The Phoenix policy contained the same ‘excess' clause as that in the State Farm's policy, as quoted above. Larsen pointed out that this provision was in opposition to section 11580.2, subdivision (d). She contended that Phoenix was Required under this statute to include in her policy the coverage provided for therein.
This contention was rejected, the court stating that ‘It is clear, however, that Insurance Code, section 11580.2(d), is permissive throughout; that it defines limits that may but are not required to be placed in a contract furnishing a type of insurance that the insurance company is not required by section 11580.2 to furnish, that is, insurance against loss while the insured is in a vehicle not owned by the insured if the owner of such vehicle has the type of insurance required by the section.’ (P. 97, 50 Cal.Rptr. 114.)
Thus, there was no issue in the Phoenix case in regard to determining the application of an excess clause in a policy when it conflicts with a prorate clause in another policy. The same is true of Grunfeld v. Pacific Auto. Ins. (1965) 232 Cal.App.2d 4, 42 Cal.Rptr. 516, and Kirby v. Ohio Cas. Ins. Co. (1965) 232 Cal.App.2d 9, 42 Cal.Rptr. 509, also cited and relied upon by State Farm.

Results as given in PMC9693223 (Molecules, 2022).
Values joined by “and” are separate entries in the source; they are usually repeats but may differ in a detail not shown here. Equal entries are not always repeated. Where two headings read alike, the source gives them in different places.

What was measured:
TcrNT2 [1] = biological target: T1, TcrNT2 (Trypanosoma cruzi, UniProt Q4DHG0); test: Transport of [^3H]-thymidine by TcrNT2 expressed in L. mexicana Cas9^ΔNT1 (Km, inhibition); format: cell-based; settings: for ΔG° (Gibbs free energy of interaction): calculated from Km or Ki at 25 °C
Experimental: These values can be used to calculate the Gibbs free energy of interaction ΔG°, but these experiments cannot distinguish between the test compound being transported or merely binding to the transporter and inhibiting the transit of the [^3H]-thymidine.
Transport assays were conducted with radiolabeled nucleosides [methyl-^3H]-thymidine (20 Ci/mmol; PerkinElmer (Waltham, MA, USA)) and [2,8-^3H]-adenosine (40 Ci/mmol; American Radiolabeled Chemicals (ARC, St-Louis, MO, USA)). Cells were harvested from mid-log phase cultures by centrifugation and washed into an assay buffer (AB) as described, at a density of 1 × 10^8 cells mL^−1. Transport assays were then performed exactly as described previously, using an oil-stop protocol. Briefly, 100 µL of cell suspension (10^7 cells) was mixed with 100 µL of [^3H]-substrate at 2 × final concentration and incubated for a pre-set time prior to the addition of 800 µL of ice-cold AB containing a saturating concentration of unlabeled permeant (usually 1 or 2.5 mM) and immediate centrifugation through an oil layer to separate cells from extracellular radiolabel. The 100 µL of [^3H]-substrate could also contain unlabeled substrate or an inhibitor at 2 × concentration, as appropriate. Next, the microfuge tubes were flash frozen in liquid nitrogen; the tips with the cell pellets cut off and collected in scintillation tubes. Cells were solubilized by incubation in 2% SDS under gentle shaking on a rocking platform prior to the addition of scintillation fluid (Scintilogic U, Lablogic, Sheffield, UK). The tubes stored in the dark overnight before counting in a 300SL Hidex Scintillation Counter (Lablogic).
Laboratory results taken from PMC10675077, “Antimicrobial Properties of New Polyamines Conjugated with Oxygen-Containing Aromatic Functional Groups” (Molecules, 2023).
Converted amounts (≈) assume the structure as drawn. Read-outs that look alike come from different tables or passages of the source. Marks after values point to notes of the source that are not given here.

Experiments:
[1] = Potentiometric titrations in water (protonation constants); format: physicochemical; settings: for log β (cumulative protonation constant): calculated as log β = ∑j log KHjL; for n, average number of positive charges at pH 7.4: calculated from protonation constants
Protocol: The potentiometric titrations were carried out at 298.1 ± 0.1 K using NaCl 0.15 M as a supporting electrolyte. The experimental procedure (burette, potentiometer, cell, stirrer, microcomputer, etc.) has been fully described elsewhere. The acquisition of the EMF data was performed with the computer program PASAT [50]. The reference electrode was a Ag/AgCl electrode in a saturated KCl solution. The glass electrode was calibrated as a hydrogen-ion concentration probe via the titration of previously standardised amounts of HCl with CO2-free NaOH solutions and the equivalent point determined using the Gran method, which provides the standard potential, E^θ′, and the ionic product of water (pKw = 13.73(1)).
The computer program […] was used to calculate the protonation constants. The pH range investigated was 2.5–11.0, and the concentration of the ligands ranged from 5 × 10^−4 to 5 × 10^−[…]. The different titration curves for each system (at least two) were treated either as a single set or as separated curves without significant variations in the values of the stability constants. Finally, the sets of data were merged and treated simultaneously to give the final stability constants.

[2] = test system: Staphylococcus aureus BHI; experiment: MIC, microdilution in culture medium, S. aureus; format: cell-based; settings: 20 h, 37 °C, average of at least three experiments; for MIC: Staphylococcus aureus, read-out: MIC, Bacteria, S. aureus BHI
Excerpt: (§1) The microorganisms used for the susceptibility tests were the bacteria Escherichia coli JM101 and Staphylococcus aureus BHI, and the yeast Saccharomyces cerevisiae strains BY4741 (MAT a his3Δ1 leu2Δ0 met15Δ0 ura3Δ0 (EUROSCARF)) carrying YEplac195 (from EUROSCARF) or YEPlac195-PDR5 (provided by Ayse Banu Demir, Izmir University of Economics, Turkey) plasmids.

It is clear to us that in the particular situation presented herein, section 11580.2, subdivision (d), of the Insurance Code is applicable and binding as to the respective coverages provided by the two insurance policies involved herein.
1. Paragraph (c)(2) is not applicable herein; it provides that the uninsured motorist coverage does not apply to bodily injury of the insured while in or upon an automobile other than the described automobile, If the owner thereof has his own uninsured motorist coverage. (The owner of the 1954 Chevrolet driven by Beisker did not have any uninsured motorist coverage; in all of the cases cited by appellant, the owner of the car in which the injured claimant was riding Did have uninsured motorist coverage. Therefore, the situation specified in section 11580.2, subdivision (d), was not presented.)
AGEE, Associate Justice.
SHOEMAKER, P.J., and TAYLOR, J., concur.